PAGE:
A paean to the Lightning connector

Jason Perlow for ZDNet:

Ever since I got my iPhone 5, and after receiving my new iPad 4th-generation this weekend, I’ve learned to love Apple’s new Lightning connector. At first, I was annoyed. I had already purchased a whole bunch of 30-pin charging cables for my iPad 3, along with matching square white Apple 10W to USB charging adapters. So now I had two types of connectors and two types of USB adapter cables to charge Apple products with.

Perlow goes on to explain why the Lightning connector found on Apple’s newer iOS devices impresses him so much – from the reversible design (unlike Micro USB, which is unidirectional) to the wattage specification (allowing more battery-hungry devices like the new iPad to charge).

He also talks about what a quagmire the Android market has become, thanks to a lack of standardization. Micro USB is popular but it’s hardly universal, and it’s unsuitable for many devices that are too power-hungry.

Admittedly, it’s a hard sell for some of us who have invested a lot of money in devices that work with Apple’s 30-pin dock connector, but as Perlow puts it, “I have to give the company credit for designing a better charging and syncing connector standard when I see it.”

  • You had me at “paean.”

    • Mother Hydra

      Vocabularizin’ in da hizzie for Suzie. or something. sorry, I’ll let myself out now

  • “Micro USB is popular but it’s hardly universal”

    It pretty much is in Europe. That said, I don’t really think it is that big a deal for the user. You just remember your cable and you’re good.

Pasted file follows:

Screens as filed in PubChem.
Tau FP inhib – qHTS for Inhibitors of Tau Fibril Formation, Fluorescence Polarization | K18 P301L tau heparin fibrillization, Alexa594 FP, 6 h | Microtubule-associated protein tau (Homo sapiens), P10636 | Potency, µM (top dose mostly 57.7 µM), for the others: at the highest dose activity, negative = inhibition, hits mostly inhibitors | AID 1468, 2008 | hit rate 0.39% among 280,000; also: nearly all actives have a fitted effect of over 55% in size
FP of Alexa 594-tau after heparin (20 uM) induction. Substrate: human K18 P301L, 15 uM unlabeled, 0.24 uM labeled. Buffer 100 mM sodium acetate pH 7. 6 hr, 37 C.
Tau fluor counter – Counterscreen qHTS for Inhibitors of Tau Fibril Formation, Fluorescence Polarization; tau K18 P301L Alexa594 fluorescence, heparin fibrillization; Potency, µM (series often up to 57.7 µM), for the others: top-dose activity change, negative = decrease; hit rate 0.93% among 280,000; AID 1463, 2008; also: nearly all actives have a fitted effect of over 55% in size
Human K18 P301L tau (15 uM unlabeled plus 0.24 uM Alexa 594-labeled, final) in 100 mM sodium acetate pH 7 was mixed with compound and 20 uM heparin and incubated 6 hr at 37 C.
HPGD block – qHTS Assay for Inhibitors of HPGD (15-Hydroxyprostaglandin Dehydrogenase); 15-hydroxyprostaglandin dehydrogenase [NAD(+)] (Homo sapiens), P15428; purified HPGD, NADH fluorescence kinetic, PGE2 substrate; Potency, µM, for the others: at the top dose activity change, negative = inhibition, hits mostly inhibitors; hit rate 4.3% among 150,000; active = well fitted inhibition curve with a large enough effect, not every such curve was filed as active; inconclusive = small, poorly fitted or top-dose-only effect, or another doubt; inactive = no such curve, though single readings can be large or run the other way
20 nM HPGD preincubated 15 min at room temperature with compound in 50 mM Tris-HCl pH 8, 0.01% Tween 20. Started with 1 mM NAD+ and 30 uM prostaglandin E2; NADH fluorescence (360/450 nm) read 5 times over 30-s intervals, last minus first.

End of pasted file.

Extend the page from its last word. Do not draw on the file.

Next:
Micro USB is good though, I don’t think anyone on Android or Windows Phones are bemoaning the lack of a custom connector.

  • All of my Android tablets use MicroUSB with no problem, sans Galaxy Tab 10.1 (30 pin).

    • jwoodgett

      How many do you have??? I’m an iPad fan but I only have one.

      • 2 Nexus 7’s, Galaxy Tab 10.1 (v1), and a Motorola XOOM. We have 2 iPads too.

        I’m a dev and gadget geek so I buy a lot of tech. 🙂

  • Dennis Madrid

    The article is a refreshing change of pace compared to most of the commentary surrounding the Lightning connector. I was happy to see the article point out one of the biggest reasons for a proprietary connector: “The new connector… …also needed to be able to talk to accessories in a device host mode for compatible Apple peripherals.” That fact is something so many people (including the majority of comments on the article page) miss. The Lightning (and 30-pin) connector is what allows third-party manufacturers to extend the capabilities of the device with hardware accessories. USB requires hardware accessories to do a lot more to interface with the device than Apple’s connectors do (a gross, but accurate, oversimplification). The result is companies are much more willing to create hardware for one than the other. It’s why despite the large number of Android devices in existance almost all hardware accessories are only made for Apple devices. If using a proprietary connector was such a big issue, why aren’t any of the hardware accessory companies complaining? The truth is, Apple’s choice in creating the Lightning connector is in the best interests of its customers. No solution is perfect, but the slight inconvienence of carrying another cable or adapter is small in comparison to the benefits (huge 3rd-party accessory market, easier for hardware companies to make products for, no “wrong way” to insert, durability, etc.)